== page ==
Wednesday, September 9, 2009
My favorite blurb for this book is the one Daniel Pinkwater wrote for himself: "The Education of Robert Nifkin is a true-to-life story of a sensitive and affectionate boy and his heart-warming adventures with his perfectly normal friends in Chicago in the 1950s." That is, if normal includes the high school from hell, complete with anti-Semite teachers, Marxist ROTC leaders, and math taught by copying text into a notebook. Luckily Robert meets some normal friends, who lead him to a progressive school where no one expects students to attend class. Instead, he hangs out at lunch rooms, smokes cigars, and wanders the city. In Pinkwater's world, that is normal.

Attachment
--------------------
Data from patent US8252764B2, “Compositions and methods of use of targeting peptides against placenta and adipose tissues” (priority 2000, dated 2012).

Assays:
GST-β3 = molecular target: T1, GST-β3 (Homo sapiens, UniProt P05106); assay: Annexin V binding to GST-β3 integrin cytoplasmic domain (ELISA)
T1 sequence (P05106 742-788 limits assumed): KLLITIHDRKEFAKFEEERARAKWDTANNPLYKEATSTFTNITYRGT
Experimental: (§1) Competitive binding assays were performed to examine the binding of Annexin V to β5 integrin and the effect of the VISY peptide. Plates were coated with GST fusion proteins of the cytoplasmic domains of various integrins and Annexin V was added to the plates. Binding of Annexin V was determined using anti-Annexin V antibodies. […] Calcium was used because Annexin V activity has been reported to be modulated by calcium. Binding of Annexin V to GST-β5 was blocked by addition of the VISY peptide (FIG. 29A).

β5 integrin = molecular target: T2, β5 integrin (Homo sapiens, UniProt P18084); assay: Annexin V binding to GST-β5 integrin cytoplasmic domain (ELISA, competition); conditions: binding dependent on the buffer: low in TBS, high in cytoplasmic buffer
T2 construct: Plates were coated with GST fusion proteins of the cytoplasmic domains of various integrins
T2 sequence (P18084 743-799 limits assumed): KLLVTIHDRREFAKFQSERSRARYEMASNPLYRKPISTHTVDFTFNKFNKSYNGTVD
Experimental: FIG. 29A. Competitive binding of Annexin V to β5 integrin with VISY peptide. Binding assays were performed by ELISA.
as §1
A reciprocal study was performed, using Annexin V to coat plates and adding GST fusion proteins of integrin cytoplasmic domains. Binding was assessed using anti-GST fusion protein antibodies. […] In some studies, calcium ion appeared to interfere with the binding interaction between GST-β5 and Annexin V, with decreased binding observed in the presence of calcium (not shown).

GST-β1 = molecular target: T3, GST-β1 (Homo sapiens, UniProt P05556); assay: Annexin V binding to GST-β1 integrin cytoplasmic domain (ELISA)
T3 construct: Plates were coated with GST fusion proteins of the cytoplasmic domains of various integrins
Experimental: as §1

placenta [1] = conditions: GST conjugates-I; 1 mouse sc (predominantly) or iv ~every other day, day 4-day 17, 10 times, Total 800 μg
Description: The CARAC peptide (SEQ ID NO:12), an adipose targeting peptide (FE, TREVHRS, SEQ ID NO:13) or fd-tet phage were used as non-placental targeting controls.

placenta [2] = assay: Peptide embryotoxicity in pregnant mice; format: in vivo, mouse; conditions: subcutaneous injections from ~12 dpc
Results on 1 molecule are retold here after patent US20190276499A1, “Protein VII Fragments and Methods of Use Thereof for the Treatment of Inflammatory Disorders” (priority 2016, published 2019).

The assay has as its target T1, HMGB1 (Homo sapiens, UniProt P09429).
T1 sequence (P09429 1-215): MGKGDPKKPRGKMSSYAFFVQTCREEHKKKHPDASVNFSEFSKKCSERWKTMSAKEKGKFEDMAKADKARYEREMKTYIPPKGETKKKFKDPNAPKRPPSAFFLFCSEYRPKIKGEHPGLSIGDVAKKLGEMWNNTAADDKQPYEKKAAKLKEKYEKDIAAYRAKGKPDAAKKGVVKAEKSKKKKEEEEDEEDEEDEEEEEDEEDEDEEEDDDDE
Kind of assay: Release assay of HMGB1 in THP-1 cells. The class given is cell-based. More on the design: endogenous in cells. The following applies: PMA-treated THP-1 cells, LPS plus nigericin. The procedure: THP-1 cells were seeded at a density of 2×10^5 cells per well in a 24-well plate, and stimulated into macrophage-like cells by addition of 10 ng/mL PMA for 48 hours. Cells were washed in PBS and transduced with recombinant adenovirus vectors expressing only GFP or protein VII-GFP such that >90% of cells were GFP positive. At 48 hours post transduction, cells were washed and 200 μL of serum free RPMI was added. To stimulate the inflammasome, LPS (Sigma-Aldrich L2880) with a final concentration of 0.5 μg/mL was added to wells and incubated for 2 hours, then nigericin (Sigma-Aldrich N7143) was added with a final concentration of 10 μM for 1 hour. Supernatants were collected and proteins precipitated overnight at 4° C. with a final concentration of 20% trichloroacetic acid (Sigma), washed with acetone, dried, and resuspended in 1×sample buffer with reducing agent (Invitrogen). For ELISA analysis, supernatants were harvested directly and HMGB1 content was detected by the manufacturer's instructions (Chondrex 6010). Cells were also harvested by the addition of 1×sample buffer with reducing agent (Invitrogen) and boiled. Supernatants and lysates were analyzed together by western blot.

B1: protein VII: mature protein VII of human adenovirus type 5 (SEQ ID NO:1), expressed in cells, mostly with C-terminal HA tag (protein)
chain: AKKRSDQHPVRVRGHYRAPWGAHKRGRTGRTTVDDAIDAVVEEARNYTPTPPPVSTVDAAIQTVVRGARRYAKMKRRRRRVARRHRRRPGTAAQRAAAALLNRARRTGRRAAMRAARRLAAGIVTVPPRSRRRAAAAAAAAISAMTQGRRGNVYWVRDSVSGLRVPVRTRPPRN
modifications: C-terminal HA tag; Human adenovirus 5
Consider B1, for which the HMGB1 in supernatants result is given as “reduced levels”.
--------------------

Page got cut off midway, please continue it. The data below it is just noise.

Robert manages to get a good education, especially during the summer session where the cynical teachers actually challenges the kids to learn. As a kid, I'd enjoy the satire of traditional schools and the cool private school where kids have the freedom to actually learn. As an adult, I couldn't enjoy the joke as much -- these kids deserved better! B
I read this book today in honor of the letter "E" -- yes, it is A-Z Wednesday at Reading At the Beach again.